Imagine the sheer number and variety of items a big village needs in a year. Then imagine a self-contained, big village with its own fire and emergency response teams, trades workshops, medical centre and waste management facilities. Then imagine the village has a particular purpose - research support - and that it’s in a very particular environment - Antarctica - and you may be building an idea of the resources needed to support it.
On Wednesday this week we finished the sterling effort that was the Casey annual refuel and resupply – 1.05 million litres of fuel pumped, and 1,286,927 kg of cargo unloaded from ship to shore, plus 455,558 kg of cargo backloaded to be returned to Australia. Every item you can think of and many you might never imagine has been handled by our hard working cargo and support teams, from a precious magnetometer to tile grout, a medical centrifuge to an entire frozen pig. Notably, we’ve taken delivery of the new Traverse Medical Facility, a modified container-on-sleds specially designed to support the deep-field Million Year Ice Core (MYIC) Project. This is looking good for 2024 after our trail blazing MYIC 2023 traverse team reached the project site eight days ago. The heaviest items brought ashore were two new bulldozers and an excavator, which weighed around 30,000 kg each. At the other end of the weight scale was saffron, paper party streamers and sachets of bowel prep (thank you, Dr Jan, for that insight. I think).
Amongst the plentiful cargo received here at the Casey Meteorological Office we have a new visibility meter, a year’s supply of sample flasks for the air quality research support we undertake for CSIRO, and 750 weather balloons. Casey Met Office is part of the Global Upper Air Network (GUAN), a system of 170 meteorological observing stations around the world which take regular ‘soundings’ (measurements) of the upper atmosphere, collecting data such as temperature, humidity, wind speed and wind direction. To do this, every 12 hours we launch a weather balloon which carries aloft a radiosonde, a small instrument that collects the data. The GUAN has high standards, requiring the soundings of member stations to consistently reach a minimum pressure level of 30 hectopascals, which is variable but about 77,000-79,000 feet at Casey at this time of year. We undertake quality control for each flight which entails recording launch conditions, ensuring that the sonde returns consistent and meaningful data and monitoring height reached (at the moment, most of our flights reach about 120,000 feet). The balloons need to be filled with a gas which is lighter than air and can be made here (we’re not quite on a gas cylinder delivery route). So we use hydrogen, which is very functional but needs a bit of care to work with. PPE has never been so fashionable!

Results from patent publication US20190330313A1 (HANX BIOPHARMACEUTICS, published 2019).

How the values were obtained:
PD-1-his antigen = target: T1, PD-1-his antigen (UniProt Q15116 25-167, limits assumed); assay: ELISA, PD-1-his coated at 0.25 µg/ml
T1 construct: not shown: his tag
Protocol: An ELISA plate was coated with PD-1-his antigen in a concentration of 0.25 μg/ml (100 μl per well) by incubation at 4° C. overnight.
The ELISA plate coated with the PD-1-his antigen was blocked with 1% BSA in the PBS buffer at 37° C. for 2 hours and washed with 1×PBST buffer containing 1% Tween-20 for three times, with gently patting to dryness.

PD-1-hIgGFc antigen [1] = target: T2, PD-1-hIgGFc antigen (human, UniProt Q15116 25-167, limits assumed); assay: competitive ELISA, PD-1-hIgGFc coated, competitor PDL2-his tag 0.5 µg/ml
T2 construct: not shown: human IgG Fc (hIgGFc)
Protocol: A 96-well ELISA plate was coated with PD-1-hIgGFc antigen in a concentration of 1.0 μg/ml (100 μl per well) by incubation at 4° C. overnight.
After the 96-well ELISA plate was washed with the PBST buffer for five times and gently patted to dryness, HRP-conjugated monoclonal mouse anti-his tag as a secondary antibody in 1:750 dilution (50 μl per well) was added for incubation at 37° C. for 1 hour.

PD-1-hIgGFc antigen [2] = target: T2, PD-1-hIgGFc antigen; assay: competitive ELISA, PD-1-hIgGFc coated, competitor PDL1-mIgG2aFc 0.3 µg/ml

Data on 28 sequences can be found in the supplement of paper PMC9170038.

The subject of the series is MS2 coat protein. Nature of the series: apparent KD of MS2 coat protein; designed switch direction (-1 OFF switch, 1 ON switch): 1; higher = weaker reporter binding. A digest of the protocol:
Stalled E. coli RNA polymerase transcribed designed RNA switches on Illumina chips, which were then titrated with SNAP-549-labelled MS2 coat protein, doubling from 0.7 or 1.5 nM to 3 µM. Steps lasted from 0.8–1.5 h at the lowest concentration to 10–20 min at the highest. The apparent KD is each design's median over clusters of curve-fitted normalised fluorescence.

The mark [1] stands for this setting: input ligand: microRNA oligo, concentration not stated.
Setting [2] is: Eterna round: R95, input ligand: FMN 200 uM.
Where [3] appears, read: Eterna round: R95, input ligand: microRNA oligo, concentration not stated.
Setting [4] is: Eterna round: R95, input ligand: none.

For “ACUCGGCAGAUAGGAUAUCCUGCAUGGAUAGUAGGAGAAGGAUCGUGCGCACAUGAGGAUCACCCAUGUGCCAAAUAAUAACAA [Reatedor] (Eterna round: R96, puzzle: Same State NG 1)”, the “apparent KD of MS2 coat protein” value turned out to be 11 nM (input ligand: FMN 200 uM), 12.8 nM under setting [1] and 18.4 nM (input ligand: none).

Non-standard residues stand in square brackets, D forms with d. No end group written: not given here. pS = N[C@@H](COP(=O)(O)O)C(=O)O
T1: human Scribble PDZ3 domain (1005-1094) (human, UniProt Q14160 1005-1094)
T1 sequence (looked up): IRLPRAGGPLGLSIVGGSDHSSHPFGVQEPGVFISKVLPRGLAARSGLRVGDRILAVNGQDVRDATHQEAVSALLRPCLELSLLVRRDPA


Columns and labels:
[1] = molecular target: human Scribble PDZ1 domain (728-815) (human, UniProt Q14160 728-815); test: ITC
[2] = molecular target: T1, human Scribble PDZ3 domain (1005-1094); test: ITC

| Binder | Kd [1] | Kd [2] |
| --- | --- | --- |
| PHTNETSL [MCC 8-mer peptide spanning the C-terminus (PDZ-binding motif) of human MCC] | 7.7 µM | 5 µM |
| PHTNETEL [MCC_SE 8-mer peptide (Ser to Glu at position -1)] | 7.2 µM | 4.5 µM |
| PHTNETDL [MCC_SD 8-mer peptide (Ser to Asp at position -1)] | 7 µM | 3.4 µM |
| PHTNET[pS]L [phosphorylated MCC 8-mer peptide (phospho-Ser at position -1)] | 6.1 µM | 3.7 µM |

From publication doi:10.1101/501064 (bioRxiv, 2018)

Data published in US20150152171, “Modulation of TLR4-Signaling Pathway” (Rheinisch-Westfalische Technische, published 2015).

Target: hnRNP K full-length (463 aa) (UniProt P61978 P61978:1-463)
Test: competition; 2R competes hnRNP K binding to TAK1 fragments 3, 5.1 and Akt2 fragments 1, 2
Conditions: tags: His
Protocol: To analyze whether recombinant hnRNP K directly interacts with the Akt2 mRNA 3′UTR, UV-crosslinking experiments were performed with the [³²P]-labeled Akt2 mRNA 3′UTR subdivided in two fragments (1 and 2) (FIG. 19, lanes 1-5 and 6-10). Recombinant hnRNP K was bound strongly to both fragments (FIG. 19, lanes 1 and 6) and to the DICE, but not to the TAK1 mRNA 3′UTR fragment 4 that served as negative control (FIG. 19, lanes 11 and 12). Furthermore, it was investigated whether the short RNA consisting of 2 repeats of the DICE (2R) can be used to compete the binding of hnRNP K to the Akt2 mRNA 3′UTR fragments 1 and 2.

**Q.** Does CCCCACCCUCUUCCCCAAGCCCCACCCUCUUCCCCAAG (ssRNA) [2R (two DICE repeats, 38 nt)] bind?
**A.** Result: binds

The data from upper atmosphere soundings is incredibly valuable, from the moment the balloon is launched to decades later. A recent sounding supports accurate meteorological observations and forecasts, giving (amongst other things) a snapshot of the upper winds, and allowing likely cloud heights and thicknesses to be assessed. GUAN data is also needed to ‘truth’ global weather prediction models. It gives the models an accurate starting point, and the model predictions can be compared against soundings over the subsequent 24-48 hours, assisting forecasters to assess how well the models are performing. Long-term, the soundings contribute to the climate record, which is important in itself but is also used by many researchers in disciplines such as glaciology and atmospheric sciences as a point against which to reference their data.
What do I love about this? Amongst many other things, knowing that the radiosonde data we collect and the surface observations we also make are contributing to a really critical body of knowledge. It is doubly precious here because of the relatively low number of met observations stations in the southern hemisphere, particularly in Antarctica. I also love the mix of old and new - there still isn’t a better way to securely attach a modern biodegradable balloon to a high-tech sonde than to have a human tie it on with string, and no better way to get the balloon aloft than to have a human launch it.
I’ve felt privileged to be part of the work that we’ve been doing at Casey to sustain ourselves for another year, surrounded by so many dedicated, knowledgeable and incredibly hard working people. Hauling recalcitrant ice floes away from the fuel line in the freezing small hours of the morning was a labour of love but strangely satisfying. And being on an unpacking team when all the coffee and chocolate was delivered - just coincidence….
- Clare Ainsworth, BoM Observer - Casey station